Class-action lawsuit accuses six hotel companies of antitrust tactics

Choice Hotels International, Hilton, Hyatt Hotels Corporation, InterContinental Hotels Group, Marriott International and Wyndham Worldwide are being accused of not competing enough in search engine advertisements. Photo credit: Getty Images/bigtunaonline(Getty/bigtunaonline)

Six of the hospitality industry’s largest hotel companies are named in a new class-action lawsuit, which claims to have uncovered an antitrust scheme to reduce competition and raise consumer prices.

The lawsuit, which has been filed by class-action law firm Hagens Berman, contests that Choice Hotels International, Hilton, Hyatt Hotels Corporation, InterContinental Hotels Group, Marriott International and Wyndham Worldwide took part in an anticompetitive agreement to reduce or eliminate online branded keyword search advertising against each other. Hagens Berman maintains that as a result of this, consumers were deprived of the “free flow of competitive information,” raising the price of hotel rooms as well as the cost of finding rooms.

“Instead of honest competition, these hotel chains chose to cheat the system and deceive their customers,” Steve Berman, managing partner of Hagens Berman, said in a statement. “We believe consumers deserve payback from defendants for their deceptive advertising practices. Millions of consumers have collectively been upcharged by billions of dollars since 2015.”

Virtual Event

Hotel Optimization Part 3 | January 27, 2021

With 2020 behind us and widespread vaccine distribution on the horizon, the second half of the new year is looking up, but for Q1 (and most likely well into Q2) we’re very much still in the thick of what has undeniably been the lowest point of the pandemic. What can you be doing now to power through and set yourself up for a prosperous 2021 and beyond? Join us at Part 3 of Hotel Optimization – A Virtual Event on January 27 from 10am – 1:05pm ET for expert panels focused on getting you back to profitability.

The lawsuit states that each hotel defendant entered into an agreement to refrain from using specific online advertising methods to compete for consumers. The agreement prevented competing hotel entities from bidding for online advertising that used their competitors’ brand names. In the example included in a release from Hagens Berman, Hilton Hotels declined to bid on keywords that would prompt its hotels to appear in searches for Hyatt-branded properties, in turn making it more difficult for consumers to obtain information about competing hotels. Because of this, Hagens Berman maintains that the defendants made it more difficult to compare and contrast information such as price and quality when booking hotel stays.

“By agreeing not to advertise in response to searches for competitors’ brands, these hotel chains have effectively reduced the ability for consumers to conduct a reasonable comparison between various hotel chains to get the best price for their hotel rooms,” a statement from Hagens Berman reads. “This leaves hotel chains with free rein to keep prices high, with no threat of consumers seeing competing ads.”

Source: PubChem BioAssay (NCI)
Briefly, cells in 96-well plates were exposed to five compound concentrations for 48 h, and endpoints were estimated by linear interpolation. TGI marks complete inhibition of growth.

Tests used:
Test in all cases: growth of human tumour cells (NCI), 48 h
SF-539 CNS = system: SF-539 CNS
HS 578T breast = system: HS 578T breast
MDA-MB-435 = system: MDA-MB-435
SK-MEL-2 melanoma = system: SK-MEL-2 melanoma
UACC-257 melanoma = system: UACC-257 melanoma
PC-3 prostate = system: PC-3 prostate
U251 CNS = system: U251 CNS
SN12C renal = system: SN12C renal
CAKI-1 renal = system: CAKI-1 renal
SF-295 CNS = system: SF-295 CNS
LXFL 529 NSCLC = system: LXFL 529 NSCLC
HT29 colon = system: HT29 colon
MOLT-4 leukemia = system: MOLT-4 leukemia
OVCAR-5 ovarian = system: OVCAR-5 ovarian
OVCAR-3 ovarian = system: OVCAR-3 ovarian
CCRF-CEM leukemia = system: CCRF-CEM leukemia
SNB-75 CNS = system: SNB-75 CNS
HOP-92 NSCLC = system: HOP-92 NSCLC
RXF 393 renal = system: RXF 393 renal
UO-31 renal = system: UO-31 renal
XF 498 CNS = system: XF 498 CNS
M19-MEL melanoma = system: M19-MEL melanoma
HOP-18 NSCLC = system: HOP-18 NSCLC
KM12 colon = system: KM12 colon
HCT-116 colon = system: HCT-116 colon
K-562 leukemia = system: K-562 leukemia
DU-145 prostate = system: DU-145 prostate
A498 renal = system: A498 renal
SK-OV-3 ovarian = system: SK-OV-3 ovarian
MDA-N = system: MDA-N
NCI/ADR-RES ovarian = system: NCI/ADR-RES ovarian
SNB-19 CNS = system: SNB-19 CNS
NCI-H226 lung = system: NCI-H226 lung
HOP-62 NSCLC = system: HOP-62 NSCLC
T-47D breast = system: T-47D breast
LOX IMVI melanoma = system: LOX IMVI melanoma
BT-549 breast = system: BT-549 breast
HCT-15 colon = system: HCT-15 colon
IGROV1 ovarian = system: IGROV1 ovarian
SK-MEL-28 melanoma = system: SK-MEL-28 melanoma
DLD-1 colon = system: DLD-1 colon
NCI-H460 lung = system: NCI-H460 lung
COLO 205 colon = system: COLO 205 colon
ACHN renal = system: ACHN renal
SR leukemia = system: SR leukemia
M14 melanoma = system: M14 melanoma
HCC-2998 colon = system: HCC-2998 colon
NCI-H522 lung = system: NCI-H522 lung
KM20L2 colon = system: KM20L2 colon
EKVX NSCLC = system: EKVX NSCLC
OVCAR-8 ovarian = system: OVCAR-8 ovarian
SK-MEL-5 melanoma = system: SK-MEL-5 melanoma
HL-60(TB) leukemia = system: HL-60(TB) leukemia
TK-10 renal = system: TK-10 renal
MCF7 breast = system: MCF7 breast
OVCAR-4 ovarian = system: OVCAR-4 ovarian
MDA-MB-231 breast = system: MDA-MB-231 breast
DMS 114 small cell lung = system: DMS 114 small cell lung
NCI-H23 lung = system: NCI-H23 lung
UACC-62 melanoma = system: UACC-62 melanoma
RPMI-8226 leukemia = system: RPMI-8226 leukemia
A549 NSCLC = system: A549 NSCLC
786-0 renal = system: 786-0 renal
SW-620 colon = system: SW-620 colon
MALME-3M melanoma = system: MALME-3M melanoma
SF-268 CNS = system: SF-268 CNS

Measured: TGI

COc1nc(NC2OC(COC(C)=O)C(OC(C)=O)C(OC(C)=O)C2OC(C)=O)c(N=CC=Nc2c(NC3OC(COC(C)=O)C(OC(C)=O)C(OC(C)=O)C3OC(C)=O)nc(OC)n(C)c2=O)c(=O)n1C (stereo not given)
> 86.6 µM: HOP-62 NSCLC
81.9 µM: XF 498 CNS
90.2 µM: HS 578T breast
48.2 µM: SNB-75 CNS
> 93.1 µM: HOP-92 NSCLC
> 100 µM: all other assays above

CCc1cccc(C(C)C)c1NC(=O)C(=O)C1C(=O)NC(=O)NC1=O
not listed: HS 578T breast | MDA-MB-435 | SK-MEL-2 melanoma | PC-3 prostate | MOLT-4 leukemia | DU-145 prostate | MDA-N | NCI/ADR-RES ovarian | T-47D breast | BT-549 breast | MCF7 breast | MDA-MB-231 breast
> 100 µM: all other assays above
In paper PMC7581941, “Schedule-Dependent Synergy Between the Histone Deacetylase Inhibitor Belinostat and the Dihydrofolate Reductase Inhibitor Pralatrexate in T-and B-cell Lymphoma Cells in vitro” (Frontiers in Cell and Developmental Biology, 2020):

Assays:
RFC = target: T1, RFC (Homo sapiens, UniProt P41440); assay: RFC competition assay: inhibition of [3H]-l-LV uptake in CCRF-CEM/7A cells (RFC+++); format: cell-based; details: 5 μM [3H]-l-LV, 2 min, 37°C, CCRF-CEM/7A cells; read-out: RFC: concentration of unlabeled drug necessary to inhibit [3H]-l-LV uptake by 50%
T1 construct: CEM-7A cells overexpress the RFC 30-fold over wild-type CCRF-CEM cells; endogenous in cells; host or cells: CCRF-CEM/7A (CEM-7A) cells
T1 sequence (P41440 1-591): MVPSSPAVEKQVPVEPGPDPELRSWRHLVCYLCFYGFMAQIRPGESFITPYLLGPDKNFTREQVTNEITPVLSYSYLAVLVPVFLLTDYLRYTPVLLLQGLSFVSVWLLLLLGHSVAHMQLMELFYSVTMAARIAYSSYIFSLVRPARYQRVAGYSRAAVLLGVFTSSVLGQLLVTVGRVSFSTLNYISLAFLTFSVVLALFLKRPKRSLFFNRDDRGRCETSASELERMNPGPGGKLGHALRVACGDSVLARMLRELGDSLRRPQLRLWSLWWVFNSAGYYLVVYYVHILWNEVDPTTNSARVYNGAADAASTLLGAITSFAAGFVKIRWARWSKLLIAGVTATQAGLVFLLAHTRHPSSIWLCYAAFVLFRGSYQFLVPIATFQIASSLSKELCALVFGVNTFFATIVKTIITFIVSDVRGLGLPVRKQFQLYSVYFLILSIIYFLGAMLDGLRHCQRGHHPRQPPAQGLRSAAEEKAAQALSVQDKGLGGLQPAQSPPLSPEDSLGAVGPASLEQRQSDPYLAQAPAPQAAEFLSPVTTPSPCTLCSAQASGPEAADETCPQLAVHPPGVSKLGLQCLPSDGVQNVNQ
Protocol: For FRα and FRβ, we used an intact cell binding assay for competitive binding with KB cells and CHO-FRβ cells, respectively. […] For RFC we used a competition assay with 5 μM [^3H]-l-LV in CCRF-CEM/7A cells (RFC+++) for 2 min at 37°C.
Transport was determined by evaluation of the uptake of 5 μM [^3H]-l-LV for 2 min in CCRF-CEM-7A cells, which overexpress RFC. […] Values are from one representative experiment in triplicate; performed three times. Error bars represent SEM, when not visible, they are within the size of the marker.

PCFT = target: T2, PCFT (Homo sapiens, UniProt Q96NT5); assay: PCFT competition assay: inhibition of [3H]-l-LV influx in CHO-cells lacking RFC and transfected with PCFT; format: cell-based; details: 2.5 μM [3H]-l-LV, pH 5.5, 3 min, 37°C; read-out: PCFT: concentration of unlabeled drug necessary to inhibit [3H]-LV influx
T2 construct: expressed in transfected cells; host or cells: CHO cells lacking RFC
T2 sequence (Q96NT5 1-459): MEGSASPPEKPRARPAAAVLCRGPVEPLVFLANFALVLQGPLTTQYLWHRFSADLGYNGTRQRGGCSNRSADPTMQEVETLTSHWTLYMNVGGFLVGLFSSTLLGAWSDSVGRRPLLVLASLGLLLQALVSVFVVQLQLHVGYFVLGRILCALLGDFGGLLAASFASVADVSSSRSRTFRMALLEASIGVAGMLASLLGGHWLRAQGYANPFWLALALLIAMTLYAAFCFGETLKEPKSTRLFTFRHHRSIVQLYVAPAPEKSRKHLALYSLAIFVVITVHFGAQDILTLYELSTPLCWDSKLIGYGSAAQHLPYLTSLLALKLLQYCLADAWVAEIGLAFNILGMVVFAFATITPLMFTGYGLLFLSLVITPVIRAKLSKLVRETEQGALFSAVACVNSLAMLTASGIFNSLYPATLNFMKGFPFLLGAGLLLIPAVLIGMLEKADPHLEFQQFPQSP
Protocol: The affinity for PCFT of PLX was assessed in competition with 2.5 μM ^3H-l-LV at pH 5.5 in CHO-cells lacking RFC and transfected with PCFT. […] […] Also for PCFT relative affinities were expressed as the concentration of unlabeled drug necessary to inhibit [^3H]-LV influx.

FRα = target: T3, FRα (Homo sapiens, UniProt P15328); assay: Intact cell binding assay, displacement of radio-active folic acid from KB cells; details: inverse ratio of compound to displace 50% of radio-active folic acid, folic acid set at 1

The suit also claims that the defendants also prevented online travel agencies from bidding on branded keywords, specifically naming Expedia and Priceline. 

“Online travel agencies need access to hotels' room availability and other information. In exchange, these hotel chains made the travel agencies play by their rules, keeping them from advertising for their branded keywords, thus making it less likely consumers would see the choices available on those online travel agency websites,” the release reads.

Behind Closed Tabs

The veracity of these claims remains to be seen. However, if true, it would mean that roughly 60 percent of hotel rooms in the U.S. were compromised by inaccurate search results. Proving these claims may be difficult, but the lawsuit includes a number of examples. For example, Hagens Berman claims searches for the Honolulu Hyatt no longer produce advertisements from entities other than Hyatt or non-owned OTAs. The lawsuit goes on to display the same information for searches of “Detroit Marriott” and “Los Angeles InterContinental,” which results in displaying only ads for the parent company listed in the search.

Hagens Berman claims that internet searches prove major hotel companies are refusing to compete in search engine advertisements. Photo credit: Hagens Berman

This data, while interesting, is far from conclusive. The algorithms behind search engines such as Google and Bing remain cloaked in mystery to outsiders of these companies. Individual searches are also not representative of an advertiser’s activity, but we are not likely to get more than a glimpse of what Hagens Berman has to support its case until the lawsuit goes to court—if it even makes it there.

Nonetheless, Hagens Berman is calling for all travelers who have booked rooms in the past three years to join the class action. Hotel Management reached out to each of the accused hotel companies in this case. A spokesperson for Marriott and IHG each responded that the filing is currently under review, and both companies plan to respond to any allegations through the appropriate judicial process.